Important to the general scheme for TRPV4 mediated control of the KCa channels in the CDS is, of course, the specific cell types that these channels are expressed in along the CNT and CCD. While we show in this study (Figs 5 and 6) and our previous study [17, 23], TRPV4 is expressed in all cell types of both the CNT (PC-like cells and IC) and CCD (PC and IC). However, the apparent expression of TRPV4 was higher in PC over IC, results consistent with that of the current study which we demonstrated previously leads to an enhanced TRPV4-mediated Ca2+ influx in PC over IC [17]. However, the expression of some of the KCa channels also shows differential expression levels. SK1 and SK3 are expressed in both CNT and CCD segments, but we show that SK1 expression dominants in IC while SK3 expression dominants in PC. In contrast, IK1 is also expressed in both CNT and CCD, but we show in CCD that it appears to be expressed in both PC and IC with a relative more dominant expression in PC (Fig 6). What this means to K+ secretion in CNT and CCD is not fully appreciated at this moment as this will require an more in depth assessment of SK1/SK3 and IK1 function in CDS.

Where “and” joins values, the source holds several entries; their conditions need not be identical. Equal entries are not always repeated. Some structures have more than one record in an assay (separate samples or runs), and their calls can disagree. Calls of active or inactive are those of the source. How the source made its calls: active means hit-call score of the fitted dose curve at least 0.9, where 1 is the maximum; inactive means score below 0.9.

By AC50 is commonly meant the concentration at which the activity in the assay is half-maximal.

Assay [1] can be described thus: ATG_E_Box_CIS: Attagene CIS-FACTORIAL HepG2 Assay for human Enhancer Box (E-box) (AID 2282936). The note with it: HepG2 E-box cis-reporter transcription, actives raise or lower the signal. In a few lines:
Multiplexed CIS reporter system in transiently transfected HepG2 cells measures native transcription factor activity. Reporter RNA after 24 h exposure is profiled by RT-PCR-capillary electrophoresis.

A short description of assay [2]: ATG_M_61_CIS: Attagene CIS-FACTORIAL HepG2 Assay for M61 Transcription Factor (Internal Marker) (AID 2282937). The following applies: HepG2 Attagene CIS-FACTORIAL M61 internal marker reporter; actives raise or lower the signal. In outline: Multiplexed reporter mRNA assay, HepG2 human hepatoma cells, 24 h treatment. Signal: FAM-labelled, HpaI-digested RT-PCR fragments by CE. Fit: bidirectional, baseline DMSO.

In a similar manner we have shown in our studies that the main KCa channel, BKα, is strongly expressed in both CNT and CCD, and that based on CCD staining patterns it appears to be expressed to similar levels in both PC and IC as shown by our immunofluorescence studies. However, it has been reported by other laboratories that immunhistochemical staining for BKα and its associated BKβ1 subunit in mouse CDS, showed predominant staining in the CNT with more prominent staining of the PC-like connecting tubule cell over the IC [16]. While other similar studies demonstrated BKα expression in CCD, staining for BKα displayed preferentially high levels of staining in IC over PC in many studies [4749]. This differs from our own study where immunostaining for BKα with two different primary antibodies showed BKα expression of both the CCD PC and IC. However, we did observe that one of the antibodies employed showed staining in both PC and IC, but with preferential staining of IC (Alomone APC107), while the second antibody (Alomone APC151) also display staining of both PC and IC, but with preferential staining of PC (see Figs 5D and 6D). Such differential labeling of the same channel subunit by two different primary antibodies is not completely surprising as, for example, the two Alomone anti-BKα antibodies that we employed were developed against two different epitopes (one extracellular, one intracellular). Differences in antigenic binding sites on each antibody (paratopes) would also differ as could the assembly/folding of the BKα into signaling plexes in PC versus IC, all leading to potential differential staining for one antibody over the other. Hence, depending on the primary antibody employed in the staining studies, preferential staining may account for some of the noted differences in the reported BKα expression levels in PC over IC.